Dakota Roach –
With finals just around the corner it’s no surprise that the library seems to be receiving more visitors than normal. These newcomers can be identified circling the library looking for the perfect place to spread out, or by the ungodly amount of noise they make.
For those of us who utilize the library on a weekly basis to study or write, noise is the enemy. It is the little bringer of death to our thought process and focus. Noise in the library disrupts an otherwise harmonious place. So for the sake of those people like myself, who’s already shaky thought patterns don’t need any extra distractions, here is a little guide to what you shouldn’t do when in the library.
Do not take a phone call if you are an obnoxiously loud talker. Most people know to lower their voices in a library– it’s like instinct, scared into us by the librarians we knew in our childhood who shushed us, or those we saw the protagonist try to avoid on TV. But for some people perhaps the notion of visiting a library is a foreign experience for them altogether — coming to a world related to college life where the idea to be quiet, calm, and act civilized is, to them, absurd. Whatever the reason, loud talking and harsh, annoying ringtones, echoing throughout the library is horribly distracting to the people who are used to the calm quiet of the space to get their work done. So please, take it outside, call them back, lower your voice, or better yet, turn your cell phone off while in the library so you can’t be distracted by it.
Do not play your music on speaker. It doesn’t matter if it’s the computers, your iPhone, iPad, android, or whatever– even if you think you have a great taste in music, the people around you do not want to hear Kesha while trying to write a paper on the effects of global warming on orchid growth. I guarantee you, they don’t. Even people who like to listen to music while they study or write will not appreciate your playing DJ for the immediate vicinity. A set of headphones allows you to jam out, or watch that ridiculous children’s movie you swore to your friends you’d never see, in the comfort of the library without disturbing anyone around you.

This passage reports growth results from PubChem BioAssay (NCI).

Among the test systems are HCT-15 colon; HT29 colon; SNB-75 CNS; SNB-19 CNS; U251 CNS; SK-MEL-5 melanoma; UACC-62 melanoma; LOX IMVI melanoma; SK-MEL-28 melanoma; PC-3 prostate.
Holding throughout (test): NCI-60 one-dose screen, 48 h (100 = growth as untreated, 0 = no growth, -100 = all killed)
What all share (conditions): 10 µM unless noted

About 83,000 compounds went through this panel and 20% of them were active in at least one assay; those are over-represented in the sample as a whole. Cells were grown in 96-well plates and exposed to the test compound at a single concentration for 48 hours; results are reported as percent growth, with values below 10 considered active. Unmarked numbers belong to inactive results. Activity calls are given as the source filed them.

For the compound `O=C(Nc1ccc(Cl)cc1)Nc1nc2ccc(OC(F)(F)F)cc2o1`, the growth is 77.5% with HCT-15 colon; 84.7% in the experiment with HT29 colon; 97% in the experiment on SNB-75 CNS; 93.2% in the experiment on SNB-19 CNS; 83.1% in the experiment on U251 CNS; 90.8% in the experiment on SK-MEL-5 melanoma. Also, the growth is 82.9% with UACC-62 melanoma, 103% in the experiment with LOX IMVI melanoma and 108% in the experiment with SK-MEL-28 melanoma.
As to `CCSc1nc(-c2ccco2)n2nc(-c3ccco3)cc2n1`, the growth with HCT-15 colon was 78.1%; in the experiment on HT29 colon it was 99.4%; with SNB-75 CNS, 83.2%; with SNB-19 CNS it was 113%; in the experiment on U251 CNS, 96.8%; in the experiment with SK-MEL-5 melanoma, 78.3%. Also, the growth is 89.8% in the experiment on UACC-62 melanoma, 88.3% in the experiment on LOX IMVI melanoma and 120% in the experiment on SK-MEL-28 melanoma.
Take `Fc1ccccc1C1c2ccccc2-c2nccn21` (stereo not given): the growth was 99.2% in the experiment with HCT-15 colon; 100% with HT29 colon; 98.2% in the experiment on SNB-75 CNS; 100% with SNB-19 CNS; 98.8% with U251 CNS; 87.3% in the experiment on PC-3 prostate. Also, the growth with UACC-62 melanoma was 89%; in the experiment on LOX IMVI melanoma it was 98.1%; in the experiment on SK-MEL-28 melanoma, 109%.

Do not strike up random conversations with people around you. It’s always okay to be friendly, but when your friendliness is an attempt to procrastinate on your assignment you need to stop. A simple, “Hey. How are you?” will suffice and can safely be the end to your interactions with the other person.
Don’t read aloud or talk to yourself. Few things are more annoying than sitting in the library when the person beside you suddenly begins to read a passage from a scholarly journal they’ve been laboring over aloud. It’s startling and confusing for the person beside you as they try to figure out why you are muttering about terracotta armies and Chinese emperors. Moreover, if you continue the practice, people might start to think the stress of finals and mounting papers has finally pushed you around the bend.
Don’t walk around the library calling someone’s name. Just this last Tuesday I was in the library when a boy wandered past softly calling, “Danny?” every few steps. Text your friends first, before arriving or when planning to meet and try to figure out where they are, or at least what floor they’re on.
The library is a place to study and cram, write and read, so as the semester draws to a close if you find yourself generally guilty of any of the aforementioned habits, try to make a conscious effort to break the trend the next time you visit the library. Your fellow studying students will be grateful.
Dakota Roach, from Jacksonville, Illinois, is a sophomore majoring in English Literature and Creative Writing. Dakota is a Student Ambassador, an active member of CEA and SAGE, and is a writer for The Rambler.